Afghan President, ISAF Chief Condemn Insurgent Attacks

KABUL, Afghanistan, Nov. 9, 2011 — A road­side explo­sion killed at least 10 peo­ple in north­west­ern Afghanistan’s Badghis province yes­ter­day, mark­ing the third day in a row dur­ing the Eid ul Adha hol­i­day in which sus­pect­ed Tal­iban insur­gents have injured or killed inno­cent civil­ians, mil­i­tary offi­cials report­ed.

Marine Corps Gen. John R. Allen, com­man­der of the Inter­na­tion­al Secu­ri­ty Assis­tance Force, joined Afghan Pres­i­dent Hamid Karzai in con­demn­ing this lat­est attack.

“These explo­sives plant­ed by insur­gents again tar­get­ed civil­ians, includ­ing chil­dren,” Allen said. “Their bar­bar­ic tac­tics have no place in soci­ety, and these ene­mies of peace will be held to account for killing and maim­ing the inno­cent chil­dren of this nation.”

Accord­ing to the Afghan Inte­ri­or Min­istry, two police­men were killed in the Qadis dis­trict after their vehi­cle hit a mine plant­ed by sus­pect­ed Tal­iban insur­gents. Nine civil­ians also were killed in the attack, includ­ing six chil­dren and two women, all from the same fam­i­ly. Two oth­er police­men and anoth­er child were wound­ed in the explo­sion.

“These repeat­ed attacks by alleged Tal­iban fight­ers are puz­zling, par­tic­u­lar­ly dur­ing one of the holi­est cel­e­bra­tions of the year,” the gen­er­al said. “The bru­tal nature of these Tal­iban activ­i­ties demon­strates no regard for the lives and wealth of ordi­nary peo­ple.”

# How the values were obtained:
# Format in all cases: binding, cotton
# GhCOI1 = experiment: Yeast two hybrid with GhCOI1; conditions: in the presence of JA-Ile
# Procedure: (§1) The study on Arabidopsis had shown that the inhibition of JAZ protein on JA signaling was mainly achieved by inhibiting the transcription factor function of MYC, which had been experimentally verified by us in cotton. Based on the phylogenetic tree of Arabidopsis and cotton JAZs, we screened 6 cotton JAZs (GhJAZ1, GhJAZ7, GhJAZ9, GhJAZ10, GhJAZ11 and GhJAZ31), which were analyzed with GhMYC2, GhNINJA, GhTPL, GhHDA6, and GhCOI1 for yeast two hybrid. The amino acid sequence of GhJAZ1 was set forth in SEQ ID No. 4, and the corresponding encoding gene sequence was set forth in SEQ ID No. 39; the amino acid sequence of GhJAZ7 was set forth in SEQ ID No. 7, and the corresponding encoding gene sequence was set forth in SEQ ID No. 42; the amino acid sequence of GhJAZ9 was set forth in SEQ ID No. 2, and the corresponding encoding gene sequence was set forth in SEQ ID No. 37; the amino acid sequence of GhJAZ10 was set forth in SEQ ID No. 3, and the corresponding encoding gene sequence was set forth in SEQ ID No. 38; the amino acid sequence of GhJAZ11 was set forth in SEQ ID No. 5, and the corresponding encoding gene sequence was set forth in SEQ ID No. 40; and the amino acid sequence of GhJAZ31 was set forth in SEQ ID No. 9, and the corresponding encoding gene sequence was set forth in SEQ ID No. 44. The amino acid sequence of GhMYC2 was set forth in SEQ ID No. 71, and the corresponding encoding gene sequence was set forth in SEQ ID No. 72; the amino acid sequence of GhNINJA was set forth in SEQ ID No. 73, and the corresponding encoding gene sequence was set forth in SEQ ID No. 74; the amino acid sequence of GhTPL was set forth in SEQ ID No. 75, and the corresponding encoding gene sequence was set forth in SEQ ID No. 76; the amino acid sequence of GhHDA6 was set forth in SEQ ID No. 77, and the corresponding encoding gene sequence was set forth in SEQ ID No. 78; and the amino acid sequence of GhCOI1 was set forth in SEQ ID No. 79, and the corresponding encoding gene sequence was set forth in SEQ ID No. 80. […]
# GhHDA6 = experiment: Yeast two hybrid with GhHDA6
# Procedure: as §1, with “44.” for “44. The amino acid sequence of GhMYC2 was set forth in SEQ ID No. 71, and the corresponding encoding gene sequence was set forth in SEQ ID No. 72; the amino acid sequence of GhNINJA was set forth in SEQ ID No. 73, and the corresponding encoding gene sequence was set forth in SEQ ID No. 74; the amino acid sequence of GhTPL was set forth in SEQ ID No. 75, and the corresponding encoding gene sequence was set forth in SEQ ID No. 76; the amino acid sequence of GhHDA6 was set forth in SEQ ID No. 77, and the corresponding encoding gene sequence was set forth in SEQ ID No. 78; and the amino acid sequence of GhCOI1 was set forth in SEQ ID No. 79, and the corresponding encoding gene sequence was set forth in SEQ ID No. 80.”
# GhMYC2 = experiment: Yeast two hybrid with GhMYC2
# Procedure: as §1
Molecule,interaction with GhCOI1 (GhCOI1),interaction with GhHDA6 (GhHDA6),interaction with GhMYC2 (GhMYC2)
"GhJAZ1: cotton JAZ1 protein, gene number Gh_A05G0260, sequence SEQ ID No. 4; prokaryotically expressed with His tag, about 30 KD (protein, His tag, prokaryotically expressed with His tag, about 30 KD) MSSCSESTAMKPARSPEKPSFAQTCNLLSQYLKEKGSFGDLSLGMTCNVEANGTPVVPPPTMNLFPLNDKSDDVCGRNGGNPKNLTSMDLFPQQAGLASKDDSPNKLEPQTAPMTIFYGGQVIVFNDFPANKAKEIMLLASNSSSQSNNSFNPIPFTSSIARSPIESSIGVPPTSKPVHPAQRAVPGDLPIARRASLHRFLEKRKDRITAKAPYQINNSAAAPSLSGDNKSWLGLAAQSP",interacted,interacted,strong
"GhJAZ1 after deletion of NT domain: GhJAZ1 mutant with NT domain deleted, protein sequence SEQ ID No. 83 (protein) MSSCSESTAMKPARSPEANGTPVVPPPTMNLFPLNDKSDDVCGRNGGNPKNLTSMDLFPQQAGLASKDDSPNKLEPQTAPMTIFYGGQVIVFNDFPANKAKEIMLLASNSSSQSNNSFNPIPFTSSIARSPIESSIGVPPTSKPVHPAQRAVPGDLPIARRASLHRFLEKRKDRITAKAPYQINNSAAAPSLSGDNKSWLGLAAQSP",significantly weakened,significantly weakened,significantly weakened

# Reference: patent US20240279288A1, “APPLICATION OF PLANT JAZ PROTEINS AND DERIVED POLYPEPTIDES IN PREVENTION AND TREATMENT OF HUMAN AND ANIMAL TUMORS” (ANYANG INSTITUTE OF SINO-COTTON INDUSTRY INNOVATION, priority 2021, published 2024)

Anoth­er attack came on Nov. 7 near Pul-e Khum­ri at the office of Mul­lah Allam, a mem­ber of the Loya Jir­ga. A sus­pect­ed Tal­iban sui­cide bomber det­o­nat­ed his bomb, killing him­self and injur­ing six Afghan secu­ri­ty force mem­bers.

On Nov. 6, sev­en civil­ians were killed and 17 oth­ers were wound­ed dur­ing a Tal­iban sui­cide attack at a mosque in the Jirqish­laq Hasan Tal area of Bagh­lan province.

Afghan and ISAF forces have made sig­nif­i­cant progress in defeat­ing insur­gent net­works in recent months, offi­cials said. Com­bined forces have tak­en back key Tal­iban ter­ri­to­ry across Afghanistan, and are con­tin­u­ing to hold it, allow­ing secu­ri­ty to con­tin­ue to improve.

“We have reli­able infor­ma­tion show­ing that large num­bers of Tal­iban and insur­gent lead­ers are choos­ing to phone in their oper­a­tional orders from Pak­istan, aban­don­ing their own foot sol­diers, who are left behind to con­duct the fight­ing,” Allen said. “The lead­ers have fled, forced out by the over­whelm­ing abil­i­ty of Afghan and coali­tion forces. Per­haps these Eid hol­i­day attacks on civil­ians are a sign of just how inef­fec­tive and unre­li­able their ‘absent leader strat­e­gy’ can be.”

Com­bined Afghan and coali­tion forces are to con­tin­ue a vari­ety of oper­a­tions in the com­ing months to fur­ther degrade insur­gent net­works and cre­ate last­ing peace, offi­cials said.

“Every sin­gle Tal­iban and insur­gent fight­er should take a moment to reflect on just what is at stake, and whether the fight against peace is still worth it,” Allen said. “If they … lack lead­er­ship and direc­tion from those who cyn­i­cal­ly com­mand them to their deaths from the safe­ty of for­eign lands, these may be signs that there is anoth­er path — a path toward peace.

“For any insur­gent fight­er who believes they have had enough of vio­lence,” the gen­er­al con­tin­ued, “we encour­age them to seek out a local rein­te­gra­tion cen­ter, and their vil­lage and dis­trict elders to become a pos­i­tive, con­tribut­ing mem­ber of Afghanistan’s future.”

From an Inter­na­tion­al Secu­ri­ty Assis­tance Force Joint Com­mand News Release